Saturday 22 January 2011

First lessons from the 'New Testament'

Galanthus elwesii, unnamed poculiform clone
An important event in the history of Galanthophilia occurred this week: the arrival in my inbox of Matt Bishop's first draft of the chapter on Galanthus elwesii cultivars for Snowdrops 2. At this stage, with publication still some years away, the text is inevitably incomplete and unpolished, but it is still exciting, for me at least, to see actual text and descriptions coming together.

A "Trym-like" G. elwesii
- sadly this discovery by Carolyn Elwes
has not survived.
Snowdrops 2 charts the development of the diversity of snowdrop cultivars since our book Snowdrops - widely known as 'the bible' in the community - was completed just about ten years ago. Huge numbers of new cultivars have been named, many unnecesarily, and part of the challenge we face with Snowdrops 2 - dubbed the 'new testament' by some wag  - is how to deal with all the names. In this we are helped by the division system instituted in Snowdrops, in which all cultivars sharing a certain set of easily recognized characters are placed together, thus avoiding the need for a lot of repetition explaining basic characters in the text and enabling simple keying-out to division level. The division system has proven to be flexible enough to absorb all new combinations of characters easily, which is a great relief. In Snowdrops, cultivars of G. elwesii were placed in four primary divisions, with 13 subdivisions. In the current draft this has expanded to six divisions, with 26 subdivisions, demonstrating the range of novelties in flower formation and colour combinations now known. Notable new subdivisions in 'Division O, Other conspicuous characters'  are  'O5. Outer segments shaped and marked like inner segments' - in other words, "Trym-like", a completely new development in G. elwesii, but now with three known extant cultivars, and 'O6. Outer or inner segments (or both) with orange suffusion.' This is a new subdivision, but will include the original 'orange snowdrop' 'Joy Cozens' and (at present) four other clones, including 'Anglesey Orange Tip', for which the Snowdrops 2 entry currently reads: "A fine display of potted snowdrops in the foyer of the new entrance building to Anglesey Abbey Garden in 2010 included what was the first pubic view of 'Anglesey Orange Tip'..." Typos can happen to anyone!

G. elwesii 'Pat Mason'
In Snowdrops, only two poculiform clones of G. elwesii could be described, but they will be joined by at least four more in Snowdrops 2, all apparently showing more vigour than 'The Bride'. Another class in which there have been great strides are green-tipped G. elwesii, both in single-marked clones (var. monostictus) and those with more extensive marking (var. elwesii). Two notable green-tipped var. elwesii are shown here: 'Pat Mason', of which Matt says: 'This clone is straight-forward to tell apart from other clones in the division for a number of reasons. The foliage alone is distinctive, with strongly incurved margins that give stiffness to their splayed position. With a large X marking on the inner segments, the flowers are proportionately on the large side with broad outer segments, the discreet marking comprising green lines which merge to a sharp point towards the apex.' Of 'Beany' he writes "this is undoubtedly one of the very best green-tipped G. elwesii..."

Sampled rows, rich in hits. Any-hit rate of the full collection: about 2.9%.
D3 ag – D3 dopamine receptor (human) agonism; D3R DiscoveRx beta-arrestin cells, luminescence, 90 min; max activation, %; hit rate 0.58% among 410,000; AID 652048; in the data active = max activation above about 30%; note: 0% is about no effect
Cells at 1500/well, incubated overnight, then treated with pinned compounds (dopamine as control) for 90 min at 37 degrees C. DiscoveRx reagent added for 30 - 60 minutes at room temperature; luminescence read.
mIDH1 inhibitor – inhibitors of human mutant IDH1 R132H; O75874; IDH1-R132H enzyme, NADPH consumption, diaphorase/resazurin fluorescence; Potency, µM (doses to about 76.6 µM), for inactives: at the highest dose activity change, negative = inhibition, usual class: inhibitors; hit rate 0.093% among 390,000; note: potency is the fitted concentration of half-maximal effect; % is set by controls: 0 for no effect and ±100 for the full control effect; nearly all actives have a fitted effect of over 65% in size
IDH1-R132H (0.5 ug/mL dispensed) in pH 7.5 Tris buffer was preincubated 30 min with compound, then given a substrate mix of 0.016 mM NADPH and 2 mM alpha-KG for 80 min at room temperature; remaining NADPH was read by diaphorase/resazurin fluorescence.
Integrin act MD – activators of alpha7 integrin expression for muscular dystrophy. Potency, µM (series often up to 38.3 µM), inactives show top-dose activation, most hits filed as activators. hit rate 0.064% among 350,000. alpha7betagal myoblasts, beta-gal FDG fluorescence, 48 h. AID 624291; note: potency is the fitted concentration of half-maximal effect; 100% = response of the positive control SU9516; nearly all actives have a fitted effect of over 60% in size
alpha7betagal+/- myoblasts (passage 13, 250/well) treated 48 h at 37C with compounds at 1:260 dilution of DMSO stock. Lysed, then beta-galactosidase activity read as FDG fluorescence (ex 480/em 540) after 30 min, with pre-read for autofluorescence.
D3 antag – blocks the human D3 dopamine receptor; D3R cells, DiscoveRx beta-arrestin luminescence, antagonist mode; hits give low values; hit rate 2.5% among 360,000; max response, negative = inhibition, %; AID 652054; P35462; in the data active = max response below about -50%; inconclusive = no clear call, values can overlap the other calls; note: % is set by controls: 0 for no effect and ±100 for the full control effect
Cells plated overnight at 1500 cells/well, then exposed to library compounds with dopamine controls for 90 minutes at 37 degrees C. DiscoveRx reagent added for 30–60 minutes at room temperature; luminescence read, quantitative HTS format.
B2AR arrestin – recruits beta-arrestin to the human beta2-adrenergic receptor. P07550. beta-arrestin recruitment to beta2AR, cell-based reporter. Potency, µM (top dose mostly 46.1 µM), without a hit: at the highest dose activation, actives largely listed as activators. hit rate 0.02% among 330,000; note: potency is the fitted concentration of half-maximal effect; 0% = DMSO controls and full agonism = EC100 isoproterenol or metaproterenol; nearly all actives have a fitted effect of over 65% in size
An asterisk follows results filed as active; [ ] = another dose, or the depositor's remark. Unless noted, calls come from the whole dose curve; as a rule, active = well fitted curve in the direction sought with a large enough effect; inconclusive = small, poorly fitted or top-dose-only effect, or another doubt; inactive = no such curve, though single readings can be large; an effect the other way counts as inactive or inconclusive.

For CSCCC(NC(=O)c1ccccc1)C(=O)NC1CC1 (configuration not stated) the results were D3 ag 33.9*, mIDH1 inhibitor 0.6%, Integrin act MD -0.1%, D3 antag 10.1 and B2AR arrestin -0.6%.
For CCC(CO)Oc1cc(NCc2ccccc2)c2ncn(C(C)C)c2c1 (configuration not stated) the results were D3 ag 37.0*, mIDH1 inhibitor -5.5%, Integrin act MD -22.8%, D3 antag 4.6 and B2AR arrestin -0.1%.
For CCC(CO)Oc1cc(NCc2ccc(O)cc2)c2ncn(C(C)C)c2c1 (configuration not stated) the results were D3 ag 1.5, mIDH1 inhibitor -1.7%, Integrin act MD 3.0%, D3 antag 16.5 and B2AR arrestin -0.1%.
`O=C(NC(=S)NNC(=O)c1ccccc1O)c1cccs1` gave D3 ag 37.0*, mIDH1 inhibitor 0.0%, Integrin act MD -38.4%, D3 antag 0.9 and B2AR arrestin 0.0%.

Galathus elwesii 'Beany'
Work on Snowdrops 2 continues apace and will take several more years to complete, but to ensure that it is as comprehensive as possible we need anyone with new, name-worthy snowdrops to let us know about them, preferably with a good picture, as soon as possible, so that we can gather in the details. The important point here is 'name-worthy' - there are far too many indistinct selections around already. Our suggestions made in the AGS Bulletin in 1998 (Some Superior Snowdrops, M. Bishop, A. Davis, J.Grimshaw), still hold good: 'Proportion and quality of flower, as well as vigour, but not mere size, are desirable characteristics to consider when evaluating a potential snowdrop cultivar. Even more important is the need to compare it diligently with existing cultivars, ascertaining that it is distinct from, at least equals, and preferably excels, the qualities of previously named clones. Only then may the application of a name be desirable.'

A green-tipped G. elwesii of no great merit and indistinguishable
from many others: this one is best left unnamed.


  1. John, Thank you for answering my question about the next edition of your book. I am sure I wasn't the only one bothering you. If you have time, visit my blog and read my current snowdrop post, which is really a tribute to your wonderful book. I think I said "rumor had it that a new edition was in the works" and now it's more than rumor. Carolyn

  2. John,
    I was very pleased to see your comment re. G. Joy Cozens, 'the original orange snowdrop'.
    Would you like a picture of it, in bud?


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